However, most of the genes on the GRC were found to probably be non-functional, truncated pseudogenes. “It seems that a loss of function is the destiny of most genes that are copied onto the GRC, likely as the result of little selective pressure acting on the GRC due to its presence solely in the germline. You can thus imagine the GRC as a gene graveyard,” explains Stephen Schlebusch.

But not all genes on the GRC are non-functional. From approximately 30 full and possibly functional genes identified on the two nightingale GRCs, about two thirds were present in the entire length only in one of the two species.

“This represents a rich substrate for natural selection to act upon in creating reproductive isolation between the species,” says Radka Reifová. “If similar differences in the GRC genetic content exist among other songbird species, which is likely given the observed rapid GRC size changes, the GRC might significantly speed up the speciation process. This could to some degree explain why songbirds have relatively more species compared to other avian lineages.”

Interestingly, there was only one gene, a paralog of cpeb1 (cytoplasmic polyadenylation element binding protein 1), which was present on the GRC in both nightingale species, showed no copy number variation between individuals and species and had a complete coding region present in all examined individuals. This gene was also identified on the zebra finch GRC. The researchers estimated that it was acquired by the GRC early in songbird evolution. This makes this gene one of the oldest genes identified on the GRC and a good candidate for the functional indispensability of the GRC in songbirds.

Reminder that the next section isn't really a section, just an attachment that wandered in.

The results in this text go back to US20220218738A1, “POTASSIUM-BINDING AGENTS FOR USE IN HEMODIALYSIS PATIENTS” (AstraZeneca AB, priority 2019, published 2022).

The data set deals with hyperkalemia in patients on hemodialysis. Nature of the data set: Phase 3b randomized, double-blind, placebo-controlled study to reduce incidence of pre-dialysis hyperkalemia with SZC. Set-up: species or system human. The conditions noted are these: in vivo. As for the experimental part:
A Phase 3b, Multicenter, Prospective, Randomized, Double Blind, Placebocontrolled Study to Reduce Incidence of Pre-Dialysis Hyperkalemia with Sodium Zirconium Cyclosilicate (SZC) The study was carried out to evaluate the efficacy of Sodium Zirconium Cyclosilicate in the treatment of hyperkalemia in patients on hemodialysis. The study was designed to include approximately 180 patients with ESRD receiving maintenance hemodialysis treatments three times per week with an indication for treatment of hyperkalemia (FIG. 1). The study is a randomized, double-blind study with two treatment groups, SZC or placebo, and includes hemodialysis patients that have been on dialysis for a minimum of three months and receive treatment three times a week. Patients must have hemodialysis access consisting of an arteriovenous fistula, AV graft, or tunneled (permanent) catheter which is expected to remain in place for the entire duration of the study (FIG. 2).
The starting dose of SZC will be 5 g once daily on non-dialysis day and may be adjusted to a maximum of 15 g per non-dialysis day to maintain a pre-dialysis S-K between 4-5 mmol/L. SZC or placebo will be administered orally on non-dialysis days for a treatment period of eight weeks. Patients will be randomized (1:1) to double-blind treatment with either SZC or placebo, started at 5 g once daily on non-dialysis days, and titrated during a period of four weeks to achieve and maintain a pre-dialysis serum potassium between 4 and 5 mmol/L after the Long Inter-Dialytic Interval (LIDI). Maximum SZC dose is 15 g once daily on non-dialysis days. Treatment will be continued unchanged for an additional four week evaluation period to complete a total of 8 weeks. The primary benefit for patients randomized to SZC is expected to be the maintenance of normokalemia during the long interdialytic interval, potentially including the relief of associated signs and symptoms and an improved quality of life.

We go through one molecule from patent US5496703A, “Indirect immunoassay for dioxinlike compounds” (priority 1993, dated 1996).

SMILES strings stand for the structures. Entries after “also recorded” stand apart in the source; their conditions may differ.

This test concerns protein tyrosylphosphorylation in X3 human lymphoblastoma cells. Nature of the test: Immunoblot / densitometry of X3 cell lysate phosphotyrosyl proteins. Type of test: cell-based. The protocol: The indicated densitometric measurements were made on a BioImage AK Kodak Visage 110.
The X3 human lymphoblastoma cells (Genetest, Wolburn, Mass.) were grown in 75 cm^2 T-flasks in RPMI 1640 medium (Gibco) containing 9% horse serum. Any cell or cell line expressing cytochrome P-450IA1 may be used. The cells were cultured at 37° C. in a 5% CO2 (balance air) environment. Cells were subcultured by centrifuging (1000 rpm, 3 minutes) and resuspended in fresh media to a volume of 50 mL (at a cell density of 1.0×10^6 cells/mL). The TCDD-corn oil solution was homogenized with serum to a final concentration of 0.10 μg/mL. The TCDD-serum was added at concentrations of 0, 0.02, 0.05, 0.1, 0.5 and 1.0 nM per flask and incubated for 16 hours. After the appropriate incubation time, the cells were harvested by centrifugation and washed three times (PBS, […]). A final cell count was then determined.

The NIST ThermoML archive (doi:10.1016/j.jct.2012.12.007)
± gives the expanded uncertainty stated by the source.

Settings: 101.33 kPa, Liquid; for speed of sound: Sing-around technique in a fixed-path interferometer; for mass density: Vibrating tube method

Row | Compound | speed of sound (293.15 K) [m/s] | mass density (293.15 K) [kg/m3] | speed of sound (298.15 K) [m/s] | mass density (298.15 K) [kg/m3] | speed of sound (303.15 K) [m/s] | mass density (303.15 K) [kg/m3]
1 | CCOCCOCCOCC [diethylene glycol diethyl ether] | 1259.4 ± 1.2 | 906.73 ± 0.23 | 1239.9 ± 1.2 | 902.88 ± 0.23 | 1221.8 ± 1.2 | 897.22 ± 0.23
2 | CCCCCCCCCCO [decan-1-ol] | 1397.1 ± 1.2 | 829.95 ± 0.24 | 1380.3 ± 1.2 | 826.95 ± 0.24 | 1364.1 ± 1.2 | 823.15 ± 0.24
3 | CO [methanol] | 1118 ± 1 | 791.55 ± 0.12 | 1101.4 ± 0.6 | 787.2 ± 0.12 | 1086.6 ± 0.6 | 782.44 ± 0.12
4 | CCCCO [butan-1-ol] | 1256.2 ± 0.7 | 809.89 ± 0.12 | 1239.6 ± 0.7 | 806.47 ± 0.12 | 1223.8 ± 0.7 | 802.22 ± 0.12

Cpeb1 codes for a mRNA-binding protein that regulates gene expression during oocyte maturation and early embryonic development. At these stages transcription is generally silenced and protein synthesis largely depends on regulation of the translation of stored transcripts, which is controlled by cpeb1. “Although the function of the cpeb1 paralog on the songbird GRC is unknown, we can speculate that it could have specialized in the oocyte-specific function, while the cpeb1 copy on the A chromosomes holds its original functions in somatic cells,” say the authors of the study.

The results described by the team show that the GRC is a turbulent and rapidly evolving chromosome, which frequently acquires and loses large stretches of sequences duplicated from regular chromosomes, seemingly without consequence for the fitness of the organism. Once on the GRC, most genes appear to lose their function relatively quickly as the restriction to the germline often prevents them from being expressed.

In this “gene graveyard,” there is, however, likely a small ancestral region harboring genes that are driving the continued existence of the chromosome in the songbird lineage. “Advances in sequencing technology will enable us to sequence more species and achieve higher quality assemblies, which will allow us to identify this shared region vital to all songbirds,” conclude Schlebusch and Reifová.

More information:
Stephen A. Schlebusch et al, Rapid gene content turnover on the germline-restricted chromosome in songbirds, Nature Communications (2023). DOI: 10.1038/s41467-023-40308-8

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Charles University

Peculiarities of the germline-restricted chromosome of songbirds (2023, August 9)